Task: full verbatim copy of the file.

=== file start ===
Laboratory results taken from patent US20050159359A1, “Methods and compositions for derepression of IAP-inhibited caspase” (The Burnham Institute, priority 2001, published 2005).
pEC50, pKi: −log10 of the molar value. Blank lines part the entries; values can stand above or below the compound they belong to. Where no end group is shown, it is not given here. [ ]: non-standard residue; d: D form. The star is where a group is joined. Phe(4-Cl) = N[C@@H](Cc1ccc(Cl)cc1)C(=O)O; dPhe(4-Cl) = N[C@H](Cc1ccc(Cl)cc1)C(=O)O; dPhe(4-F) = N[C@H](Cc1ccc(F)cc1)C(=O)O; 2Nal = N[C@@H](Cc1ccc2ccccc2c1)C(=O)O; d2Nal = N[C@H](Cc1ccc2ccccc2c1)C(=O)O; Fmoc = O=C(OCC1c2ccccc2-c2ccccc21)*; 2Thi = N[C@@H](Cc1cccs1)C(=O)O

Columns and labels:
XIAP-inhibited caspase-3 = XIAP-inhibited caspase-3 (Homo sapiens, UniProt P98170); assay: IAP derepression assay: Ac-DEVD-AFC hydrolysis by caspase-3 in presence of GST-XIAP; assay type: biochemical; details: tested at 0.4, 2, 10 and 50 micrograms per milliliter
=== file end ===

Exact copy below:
Laboratory results taken from patent US20050159359A1, “Methods and compositions for derepression of IAP-inhibited caspase” (The Burnham Institute, priority 2001, published 2005).
pEC50, pKi: −log10 of the molar value. Blank lines part the entries; values can stand above or below the compound they belong to. Where no end group is shown, it is not given here. [ ]: non-standard residue; d: D form. The star is where a group is joined. Phe(4-Cl) = N[C@@H](Cc1ccc(Cl)cc1)C(=O)O; dPhe(4-Cl) = N[C@H](Cc1ccc(Cl)cc1)C(=O)O; dPhe(4-F) = N[C@H](Cc1ccc(F)cc1)C(=O)O; 2Nal = N[C@@H](Cc1ccc2ccccc2c1)C(=O)O; d2Nal = N[C@H](Cc1ccc2ccccc2c1)C(=O)O; Fmoc = O=C(OCC1c2ccccc2-c2ccccc21)*; 2Thi = N[C@@H](Cc1cccs1)C(=O)O

Columns and labels:
XIAP-inhibited caspase-3 = XIAP-inhibited caspase-3 (Homo sapiens, UniProt P98170); assay: IAP derepression assay: Ac-DEVD-AFC hydrolysis by caspase-3 in presence of GST-XIAP; assay type: biochemical; details: tested at 0.4, 2, 10 and 50 micrograms per milliliter